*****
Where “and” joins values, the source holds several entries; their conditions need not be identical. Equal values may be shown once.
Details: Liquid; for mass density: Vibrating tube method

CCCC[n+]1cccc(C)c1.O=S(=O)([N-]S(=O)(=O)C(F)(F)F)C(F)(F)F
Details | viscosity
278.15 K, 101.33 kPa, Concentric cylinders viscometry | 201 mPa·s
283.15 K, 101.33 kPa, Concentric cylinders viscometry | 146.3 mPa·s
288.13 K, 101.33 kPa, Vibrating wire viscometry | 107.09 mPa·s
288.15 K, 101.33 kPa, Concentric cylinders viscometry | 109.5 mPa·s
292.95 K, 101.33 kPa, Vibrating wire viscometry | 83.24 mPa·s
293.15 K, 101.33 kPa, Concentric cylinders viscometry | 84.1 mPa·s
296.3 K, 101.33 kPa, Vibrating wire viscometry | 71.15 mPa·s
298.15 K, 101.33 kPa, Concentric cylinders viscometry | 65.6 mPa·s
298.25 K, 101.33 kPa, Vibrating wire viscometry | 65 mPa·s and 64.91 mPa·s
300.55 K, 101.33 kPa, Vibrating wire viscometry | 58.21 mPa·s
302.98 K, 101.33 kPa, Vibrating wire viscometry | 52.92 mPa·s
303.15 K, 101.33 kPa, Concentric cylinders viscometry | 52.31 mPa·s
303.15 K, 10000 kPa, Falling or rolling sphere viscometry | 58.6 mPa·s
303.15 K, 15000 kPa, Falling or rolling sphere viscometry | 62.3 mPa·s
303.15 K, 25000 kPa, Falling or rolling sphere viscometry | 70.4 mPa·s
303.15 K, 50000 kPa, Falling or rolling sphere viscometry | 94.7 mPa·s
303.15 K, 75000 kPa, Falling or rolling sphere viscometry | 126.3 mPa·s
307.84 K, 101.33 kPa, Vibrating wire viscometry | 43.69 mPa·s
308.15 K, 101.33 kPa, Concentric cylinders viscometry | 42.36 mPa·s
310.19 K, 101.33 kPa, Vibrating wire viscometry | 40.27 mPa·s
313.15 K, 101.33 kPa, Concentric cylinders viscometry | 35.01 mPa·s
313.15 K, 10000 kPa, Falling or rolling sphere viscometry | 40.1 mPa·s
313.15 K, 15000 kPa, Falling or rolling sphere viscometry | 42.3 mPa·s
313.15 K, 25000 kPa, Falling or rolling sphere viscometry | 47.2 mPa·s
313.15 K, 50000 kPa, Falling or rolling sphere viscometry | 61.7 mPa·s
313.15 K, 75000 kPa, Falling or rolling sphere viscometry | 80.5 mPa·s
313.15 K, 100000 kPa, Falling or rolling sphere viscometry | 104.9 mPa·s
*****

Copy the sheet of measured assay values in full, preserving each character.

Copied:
Where “and” joins values, the source holds several entries; their conditions need not be identical. Equal values may be shown once.
Details: Liquid; for mass density: Vibrating tube method

CCCC[n+]1cccc(C)c1.O=S(=O)([N-]S(=O)(=O)C(F)(F)F)C(F)(F)F
Details | viscosity
278.15 K, 101.33 kPa, Concentric cylinders viscometry | 201 mPa·s
283.15 K, 101.33 kPa, Concentric cylinders viscometry | 146.3 mPa·s
288.13 K, 101.33 kPa, Vibrating wire viscometry | 107.09 mPa·s
288.15 K, 101.33 kPa, Concentric cylinders viscometry | 109.5 mPa·s
292.95 K, 101.33 kPa, Vibrating wire viscometry | 83.24 mPa·s
293.15 K, 101.33 kPa, Concentric cylinders viscometry | 84.1 mPa·s
296.3 K, 101.33 kPa, Vibrating wire viscometry | 71.15 mPa·s
298.15 K, 101.33 kPa, Concentric cylinders viscometry | 65.6 mPa·s
298.25 K, 101.33 kPa, Vibrating wire viscometry | 65 mPa·s and 64.91 mPa·s
300.55 K, 101.33 kPa, Vibrating wire viscometry | 58.21 mPa·s
302.98 K, 101.33 kPa, Vibrating wire viscometry | 52.92 mPa·s
303.15 K, 101.33 kPa, Concentric cylinders viscometry | 52.31 mPa·s
303.15 K, 10000 kPa, Falling or rolling sphere viscometry | 58.6 mPa·s
303.15 K, 15000 kPa, Falling or rolling sphere viscometry | 62.3 mPa·s
303.15 K, 25000 kPa, Falling or rolling sphere viscometry | 70.4 mPa·s
303.15 K, 50000 kPa, Falling or rolling sphere viscometry | 94.7 mPa·s
303.15 K, 75000 kPa, Falling or rolling sphere viscometry | 126.3 mPa·s
307.84 K, 101.33 kPa, Vibrating wire viscometry | 43.69 mPa·s
308.15 K, 101.33 kPa, Concentric cylinders viscometry | 42.36 mPa·s
310.19 K, 101.33 kPa, Vibrating wire viscometry | 40.27 mPa·s
313.15 K, 101.33 kPa, Concentric cylinders viscometry | 35.01 mPa·s
313.15 K, 10000 kPa, Falling or rolling sphere viscometry | 40.1 mPa·s
313.15 K, 15000 kPa, Falling or rolling sphere viscometry | 42.3 mPa·s
313.15 K, 25000 kPa, Falling or rolling sphere viscometry | 47.2 mPa·s
313.15 K, 50000 kPa, Falling or rolling sphere viscometry | 61.7 mPa·s
313.15 K, 75000 kPa, Falling or rolling sphere viscometry | 80.5 mPa·s
313.15 K, 100000 kPa, Falling or rolling sphere viscometry | 104.9 mPa·s